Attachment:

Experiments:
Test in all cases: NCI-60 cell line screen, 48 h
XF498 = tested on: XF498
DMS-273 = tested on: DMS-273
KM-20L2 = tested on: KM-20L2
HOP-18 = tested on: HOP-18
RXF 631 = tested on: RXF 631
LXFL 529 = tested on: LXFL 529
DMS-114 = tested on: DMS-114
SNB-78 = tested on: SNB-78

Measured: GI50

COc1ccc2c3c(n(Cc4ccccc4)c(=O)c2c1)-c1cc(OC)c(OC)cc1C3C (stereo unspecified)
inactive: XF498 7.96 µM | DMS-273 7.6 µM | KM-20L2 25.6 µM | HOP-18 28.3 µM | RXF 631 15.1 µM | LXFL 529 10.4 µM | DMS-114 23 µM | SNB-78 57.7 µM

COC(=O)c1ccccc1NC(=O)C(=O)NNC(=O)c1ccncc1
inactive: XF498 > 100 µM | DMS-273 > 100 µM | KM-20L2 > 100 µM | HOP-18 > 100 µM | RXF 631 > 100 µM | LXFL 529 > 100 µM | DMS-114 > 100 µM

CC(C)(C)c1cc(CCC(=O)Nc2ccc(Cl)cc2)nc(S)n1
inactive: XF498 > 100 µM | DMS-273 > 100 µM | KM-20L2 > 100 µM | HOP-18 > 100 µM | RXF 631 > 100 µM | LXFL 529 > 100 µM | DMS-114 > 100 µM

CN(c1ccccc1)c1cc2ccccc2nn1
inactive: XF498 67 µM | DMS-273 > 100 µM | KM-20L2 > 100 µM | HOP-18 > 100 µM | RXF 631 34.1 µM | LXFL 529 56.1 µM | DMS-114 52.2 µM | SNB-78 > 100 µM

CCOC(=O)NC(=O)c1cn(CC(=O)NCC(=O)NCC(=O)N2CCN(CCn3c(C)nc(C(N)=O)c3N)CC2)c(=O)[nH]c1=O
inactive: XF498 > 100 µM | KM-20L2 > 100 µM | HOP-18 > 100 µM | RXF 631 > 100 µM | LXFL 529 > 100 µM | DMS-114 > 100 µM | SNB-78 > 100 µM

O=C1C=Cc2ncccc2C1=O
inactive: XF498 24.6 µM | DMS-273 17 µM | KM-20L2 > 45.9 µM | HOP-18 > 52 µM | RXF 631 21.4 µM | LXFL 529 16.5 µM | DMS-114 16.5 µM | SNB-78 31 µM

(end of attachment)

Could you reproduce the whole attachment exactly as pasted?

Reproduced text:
Experiments:
Test in all cases: NCI-60 cell line screen, 48 h
XF498 = tested on: XF498
DMS-273 = tested on: DMS-273
KM-20L2 = tested on: KM-20L2
HOP-18 = tested on: HOP-18
RXF 631 = tested on: RXF 631
LXFL 529 = tested on: LXFL 529
DMS-114 = tested on: DMS-114
SNB-78 = tested on: SNB-78

Measured: GI50

COc1ccc2c3c(n(Cc4ccccc4)c(=O)c2c1)-c1cc(OC)c(OC)cc1C3C (stereo unspecified)
inactive: XF498 7.96 µM | DMS-273 7.6 µM | KM-20L2 25.6 µM | HOP-18 28.3 µM | RXF 631 15.1 µM | LXFL 529 10.4 µM | DMS-114 23 µM | SNB-78 57.7 µM

COC(=O)c1ccccc1NC(=O)C(=O)NNC(=O)c1ccncc1
inactive: XF498 > 100 µM | DMS-273 > 100 µM | KM-20L2 > 100 µM | HOP-18 > 100 µM | RXF 631 > 100 µM | LXFL 529 > 100 µM | DMS-114 > 100 µM

CC(C)(C)c1cc(CCC(=O)Nc2ccc(Cl)cc2)nc(S)n1
inactive: XF498 > 100 µM | DMS-273 > 100 µM | KM-20L2 > 100 µM | HOP-18 > 100 µM | RXF 631 > 100 µM | LXFL 529 > 100 µM | DMS-114 > 100 µM

CN(c1ccccc1)c1cc2ccccc2nn1
inactive: XF498 67 µM | DMS-273 > 100 µM | KM-20L2 > 100 µM | HOP-18 > 100 µM | RXF 631 34.1 µM | LXFL 529 56.1 µM | DMS-114 52.2 µM | SNB-78 > 100 µM

CCOC(=O)NC(=O)c1cn(CC(=O)NCC(=O)NCC(=O)N2CCN(CCn3c(C)nc(C(N)=O)c3N)CC2)c(=O)[nH]c1=O
inactive: XF498 > 100 µM | KM-20L2 > 100 µM | HOP-18 > 100 µM | RXF 631 > 100 µM | LXFL 529 > 100 µM | DMS-114 > 100 µM | SNB-78 > 100 µM

O=C1C=Cc2ncccc2C1=O
inactive: XF498 24.6 µM | DMS-273 17 µM | KM-20L2 > 45.9 µM | HOP-18 > 52 µM | RXF 631 21.4 µM | LXFL 529 16.5 µM | DMS-114 16.5 µM | SNB-78 31 µM